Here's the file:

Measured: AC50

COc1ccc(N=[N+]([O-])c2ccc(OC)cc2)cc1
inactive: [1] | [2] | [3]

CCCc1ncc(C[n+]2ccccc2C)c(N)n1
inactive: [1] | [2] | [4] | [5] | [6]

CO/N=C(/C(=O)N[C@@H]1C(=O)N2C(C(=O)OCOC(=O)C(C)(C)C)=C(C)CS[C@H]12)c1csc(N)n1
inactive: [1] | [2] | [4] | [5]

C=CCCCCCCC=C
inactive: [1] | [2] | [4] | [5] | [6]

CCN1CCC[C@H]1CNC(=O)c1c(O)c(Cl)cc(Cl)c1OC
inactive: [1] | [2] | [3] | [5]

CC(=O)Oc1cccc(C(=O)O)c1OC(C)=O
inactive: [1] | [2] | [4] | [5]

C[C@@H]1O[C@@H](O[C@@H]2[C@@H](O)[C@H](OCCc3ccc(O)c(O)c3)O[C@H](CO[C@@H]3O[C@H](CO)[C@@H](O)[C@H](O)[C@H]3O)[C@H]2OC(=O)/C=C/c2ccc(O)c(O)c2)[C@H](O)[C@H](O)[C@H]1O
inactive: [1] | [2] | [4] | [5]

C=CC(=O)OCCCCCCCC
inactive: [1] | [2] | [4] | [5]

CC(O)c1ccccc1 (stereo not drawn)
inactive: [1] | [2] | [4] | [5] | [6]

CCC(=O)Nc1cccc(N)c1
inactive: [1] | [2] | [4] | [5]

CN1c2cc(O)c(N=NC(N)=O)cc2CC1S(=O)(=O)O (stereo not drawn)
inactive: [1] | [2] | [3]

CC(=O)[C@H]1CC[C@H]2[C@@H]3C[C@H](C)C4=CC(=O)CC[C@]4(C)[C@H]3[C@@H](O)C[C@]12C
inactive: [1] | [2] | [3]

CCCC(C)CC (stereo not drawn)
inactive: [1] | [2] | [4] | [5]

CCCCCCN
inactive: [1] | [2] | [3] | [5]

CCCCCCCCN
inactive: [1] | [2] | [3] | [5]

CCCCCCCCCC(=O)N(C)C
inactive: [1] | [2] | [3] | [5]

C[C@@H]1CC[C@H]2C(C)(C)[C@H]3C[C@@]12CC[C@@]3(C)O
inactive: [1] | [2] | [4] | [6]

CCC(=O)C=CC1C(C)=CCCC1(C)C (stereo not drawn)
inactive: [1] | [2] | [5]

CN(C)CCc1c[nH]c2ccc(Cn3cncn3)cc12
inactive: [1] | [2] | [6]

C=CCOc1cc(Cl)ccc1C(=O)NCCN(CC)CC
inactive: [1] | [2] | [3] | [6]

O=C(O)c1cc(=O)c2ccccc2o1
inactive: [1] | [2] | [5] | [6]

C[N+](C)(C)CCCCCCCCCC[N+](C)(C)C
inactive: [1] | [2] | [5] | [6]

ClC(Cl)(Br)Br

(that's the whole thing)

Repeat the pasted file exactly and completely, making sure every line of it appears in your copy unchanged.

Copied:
Measured: AC50

COc1ccc(N=[N+]([O-])c2ccc(OC)cc2)cc1
inactive: [1] | [2] | [3]

CCCc1ncc(C[n+]2ccccc2C)c(N)n1
inactive: [1] | [2] | [4] | [5] | [6]

CO/N=C(/C(=O)N[C@@H]1C(=O)N2C(C(=O)OCOC(=O)C(C)(C)C)=C(C)CS[C@H]12)c1csc(N)n1
inactive: [1] | [2] | [4] | [5]

C=CCCCCCCC=C
inactive: [1] | [2] | [4] | [5] | [6]

CCN1CCC[C@H]1CNC(=O)c1c(O)c(Cl)cc(Cl)c1OC
inactive: [1] | [2] | [3] | [5]

CC(=O)Oc1cccc(C(=O)O)c1OC(C)=O
inactive: [1] | [2] | [4] | [5]

C[C@@H]1O[C@@H](O[C@@H]2[C@@H](O)[C@H](OCCc3ccc(O)c(O)c3)O[C@H](CO[C@@H]3O[C@H](CO)[C@@H](O)[C@H](O)[C@H]3O)[C@H]2OC(=O)/C=C/c2ccc(O)c(O)c2)[C@H](O)[C@H](O)[C@H]1O
inactive: [1] | [2] | [4] | [5]

C=CC(=O)OCCCCCCCC
inactive: [1] | [2] | [4] | [5]

CC(O)c1ccccc1 (stereo not drawn)
inactive: [1] | [2] | [4] | [5] | [6]

CCC(=O)Nc1cccc(N)c1
inactive: [1] | [2] | [4] | [5]

CN1c2cc(O)c(N=NC(N)=O)cc2CC1S(=O)(=O)O (stereo not drawn)
inactive: [1] | [2] | [3]

CC(=O)[C@H]1CC[C@H]2[C@@H]3C[C@H](C)C4=CC(=O)CC[C@]4(C)[C@H]3[C@@H](O)C[C@]12C
inactive: [1] | [2] | [3]

CCCC(C)CC (stereo not drawn)
inactive: [1] | [2] | [4] | [5]

CCCCCCN
inactive: [1] | [2] | [3] | [5]

CCCCCCCCN
inactive: [1] | [2] | [3] | [5]

CCCCCCCCCC(=O)N(C)C
inactive: [1] | [2] | [3] | [5]

C[C@@H]1CC[C@H]2C(C)(C)[C@H]3C[C@@]12CC[C@@]3(C)O
inactive: [1] | [2] | [4] | [6]

CCC(=O)C=CC1C(C)=CCCC1(C)C (stereo not drawn)
inactive: [1] | [2] | [5]

CN(C)CCc1c[nH]c2ccc(Cn3cncn3)cc12
inactive: [1] | [2] | [6]

C=CCOc1cc(Cl)ccc1C(=O)NCCN(CC)CC
inactive: [1] | [2] | [3] | [6]

O=C(O)c1cc(=O)c2ccccc2o1
inactive: [1] | [2] | [5] | [6]

C[N+](C)(C)CCCCCCCCCC[N+](C)(C)C
inactive: [1] | [2] | [5] | [6]

ClC(Cl)(Br)Br